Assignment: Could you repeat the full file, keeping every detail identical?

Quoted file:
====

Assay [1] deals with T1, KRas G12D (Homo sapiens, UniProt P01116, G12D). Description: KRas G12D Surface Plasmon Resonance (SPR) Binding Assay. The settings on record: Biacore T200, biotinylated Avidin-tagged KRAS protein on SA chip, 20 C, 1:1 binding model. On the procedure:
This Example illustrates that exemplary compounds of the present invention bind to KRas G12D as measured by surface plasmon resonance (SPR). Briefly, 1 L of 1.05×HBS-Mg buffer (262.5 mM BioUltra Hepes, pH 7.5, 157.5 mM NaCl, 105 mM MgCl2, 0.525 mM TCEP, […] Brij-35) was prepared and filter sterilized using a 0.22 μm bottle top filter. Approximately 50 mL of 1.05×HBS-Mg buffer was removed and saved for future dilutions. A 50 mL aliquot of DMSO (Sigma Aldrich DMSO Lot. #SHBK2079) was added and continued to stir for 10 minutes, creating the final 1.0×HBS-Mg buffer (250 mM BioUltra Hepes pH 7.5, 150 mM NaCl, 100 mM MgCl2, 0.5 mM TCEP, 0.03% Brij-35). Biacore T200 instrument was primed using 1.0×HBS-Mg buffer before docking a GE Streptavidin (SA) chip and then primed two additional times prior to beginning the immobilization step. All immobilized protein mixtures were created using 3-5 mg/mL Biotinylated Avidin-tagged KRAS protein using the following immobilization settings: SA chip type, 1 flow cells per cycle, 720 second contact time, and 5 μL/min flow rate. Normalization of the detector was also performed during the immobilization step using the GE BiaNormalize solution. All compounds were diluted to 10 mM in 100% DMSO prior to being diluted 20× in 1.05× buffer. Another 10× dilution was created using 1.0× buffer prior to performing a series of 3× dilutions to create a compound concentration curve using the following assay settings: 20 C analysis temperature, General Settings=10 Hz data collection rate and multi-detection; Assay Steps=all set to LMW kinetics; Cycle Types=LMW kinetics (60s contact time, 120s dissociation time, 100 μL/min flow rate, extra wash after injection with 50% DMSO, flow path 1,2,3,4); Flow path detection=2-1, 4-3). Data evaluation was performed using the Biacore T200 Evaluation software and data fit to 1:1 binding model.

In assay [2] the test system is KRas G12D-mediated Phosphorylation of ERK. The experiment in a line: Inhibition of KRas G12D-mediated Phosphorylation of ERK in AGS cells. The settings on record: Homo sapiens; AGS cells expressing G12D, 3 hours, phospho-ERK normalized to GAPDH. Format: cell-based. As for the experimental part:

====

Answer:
Assay [1] deals with T1, KRas G12D (Homo sapiens, UniProt P01116, G12D). Description: KRas G12D Surface Plasmon Resonance (SPR) Binding Assay. The settings on record: Biacore T200, biotinylated Avidin-tagged KRAS protein on SA chip, 20 C, 1:1 binding model. On the procedure:
This Example illustrates that exemplary compounds of the present invention bind to KRas G12D as measured by surface plasmon resonance (SPR). Briefly, 1 L of 1.05×HBS-Mg buffer (262.5 mM BioUltra Hepes, pH 7.5, 157.5 mM NaCl, 105 mM MgCl2, 0.525 mM TCEP, […] Brij-35) was prepared and filter sterilized using a 0.22 μm bottle top filter. Approximately 50 mL of 1.05×HBS-Mg buffer was removed and saved for future dilutions. A 50 mL aliquot of DMSO (Sigma Aldrich DMSO Lot. #SHBK2079) was added and continued to stir for 10 minutes, creating the final 1.0×HBS-Mg buffer (250 mM BioUltra Hepes pH 7.5, 150 mM NaCl, 100 mM MgCl2, 0.5 mM TCEP, 0.03% Brij-35). Biacore T200 instrument was primed using 1.0×HBS-Mg buffer before docking a GE Streptavidin (SA) chip and then primed two additional times prior to beginning the immobilization step. All immobilized protein mixtures were created using 3-5 mg/mL Biotinylated Avidin-tagged KRAS protein using the following immobilization settings: SA chip type, 1 flow cells per cycle, 720 second contact time, and 5 μL/min flow rate. Normalization of the detector was also performed during the immobilization step using the GE BiaNormalize solution. All compounds were diluted to 10 mM in 100% DMSO prior to being diluted 20× in 1.05× buffer. Another 10× dilution was created using 1.0× buffer prior to performing a series of 3× dilutions to create a compound concentration curve using the following assay settings: 20 C analysis temperature, General Settings=10 Hz data collection rate and multi-detection; Assay Steps=all set to LMW kinetics; Cycle Types=LMW kinetics (60s contact time, 120s dissociation time, 100 μL/min flow rate, extra wash after injection with 50% DMSO, flow path 1,2,3,4); Flow path detection=2-1, 4-3). Data evaluation was performed using the Biacore T200 Evaluation software and data fit to 1:1 binding model.

In assay [2] the test system is KRas G12D-mediated Phosphorylation of ERK. The experiment in a line: Inhibition of KRas G12D-mediated Phosphorylation of ERK in AGS cells. The settings on record: Homo sapiens; AGS cells expressing G12D, 3 hours, phospho-ERK normalized to GAPDH. Format: cell-based. As for the experimental part: